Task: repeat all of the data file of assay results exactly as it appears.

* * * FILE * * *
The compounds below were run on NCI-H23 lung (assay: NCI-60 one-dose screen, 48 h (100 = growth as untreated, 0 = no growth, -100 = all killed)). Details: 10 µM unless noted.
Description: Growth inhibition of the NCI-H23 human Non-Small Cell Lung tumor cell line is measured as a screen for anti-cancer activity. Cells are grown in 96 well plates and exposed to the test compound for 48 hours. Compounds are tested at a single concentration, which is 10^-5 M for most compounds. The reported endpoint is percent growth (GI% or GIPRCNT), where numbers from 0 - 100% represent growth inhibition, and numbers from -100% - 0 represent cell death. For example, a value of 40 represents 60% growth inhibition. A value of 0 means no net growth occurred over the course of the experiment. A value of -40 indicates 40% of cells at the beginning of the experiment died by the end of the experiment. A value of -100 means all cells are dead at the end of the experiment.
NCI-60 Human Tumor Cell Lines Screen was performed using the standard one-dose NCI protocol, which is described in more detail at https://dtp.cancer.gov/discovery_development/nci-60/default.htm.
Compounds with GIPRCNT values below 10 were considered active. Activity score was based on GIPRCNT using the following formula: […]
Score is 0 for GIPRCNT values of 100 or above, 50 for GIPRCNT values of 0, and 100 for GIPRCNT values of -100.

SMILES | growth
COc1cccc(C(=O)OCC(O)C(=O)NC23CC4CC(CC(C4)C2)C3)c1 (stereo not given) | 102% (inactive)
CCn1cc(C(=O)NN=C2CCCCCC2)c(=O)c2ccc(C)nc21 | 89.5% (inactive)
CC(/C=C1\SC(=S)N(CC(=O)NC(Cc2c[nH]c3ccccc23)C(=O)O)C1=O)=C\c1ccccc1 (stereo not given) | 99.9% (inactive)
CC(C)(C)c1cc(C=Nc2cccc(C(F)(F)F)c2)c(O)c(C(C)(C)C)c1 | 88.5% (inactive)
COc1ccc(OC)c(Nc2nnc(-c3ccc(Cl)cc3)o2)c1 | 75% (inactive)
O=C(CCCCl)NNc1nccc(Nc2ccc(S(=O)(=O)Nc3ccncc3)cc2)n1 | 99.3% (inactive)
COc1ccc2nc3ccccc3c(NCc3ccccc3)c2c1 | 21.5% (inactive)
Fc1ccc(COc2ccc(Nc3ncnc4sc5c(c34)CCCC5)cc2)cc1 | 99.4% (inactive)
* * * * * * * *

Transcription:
The compounds below were run on NCI-H23 lung (assay: NCI-60 one-dose screen, 48 h (100 = growth as untreated, 0 = no growth, -100 = all killed)). Details: 10 µM unless noted.
Description: Growth inhibition of the NCI-H23 human Non-Small Cell Lung tumor cell line is measured as a screen for anti-cancer activity. Cells are grown in 96 well plates and exposed to the test compound for 48 hours. Compounds are tested at a single concentration, which is 10^-5 M for most compounds. The reported endpoint is percent growth (GI% or GIPRCNT), where numbers from 0 - 100% represent growth inhibition, and numbers from -100% - 0 represent cell death. For example, a value of 40 represents 60% growth inhibition. A value of 0 means no net growth occurred over the course of the experiment. A value of -40 indicates 40% of cells at the beginning of the experiment died by the end of the experiment. A value of -100 means all cells are dead at the end of the experiment.
NCI-60 Human Tumor Cell Lines Screen was performed using the standard one-dose NCI protocol, which is described in more detail at https://dtp.cancer.gov/discovery_development/nci-60/default.htm.
Compounds with GIPRCNT values below 10 were considered active. Activity score was based on GIPRCNT using the following formula: […]
Score is 0 for GIPRCNT values of 100 or above, 50 for GIPRCNT values of 0, and 100 for GIPRCNT values of -100.

SMILES | growth
COc1cccc(C(=O)OCC(O)C(=O)NC23CC4CC(CC(C4)C2)C3)c1 (stereo not given) | 102% (inactive)
CCn1cc(C(=O)NN=C2CCCCCC2)c(=O)c2ccc(C)nc21 | 89.5% (inactive)
CC(/C=C1\SC(=S)N(CC(=O)NC(Cc2c[nH]c3ccccc23)C(=O)O)C1=O)=C\c1ccccc1 (stereo not given) | 99.9% (inactive)
CC(C)(C)c1cc(C=Nc2cccc(C(F)(F)F)c2)c(O)c(C(C)(C)C)c1 | 88.5% (inactive)
COc1ccc(OC)c(Nc2nnc(-c3ccc(Cl)cc3)o2)c1 | 75% (inactive)
O=C(CCCCl)NNc1nccc(Nc2ccc(S(=O)(=O)Nc3ccncc3)cc2)n1 | 99.3% (inactive)
COc1ccc2nc3ccccc3c(NCc3ccccc3)c2c1 | 21.5% (inactive)
Fc1ccc(COc2ccc(Nc3ncnc4sc5c(c34)CCCC5)cc2)cc1 | 99.4% (inactive)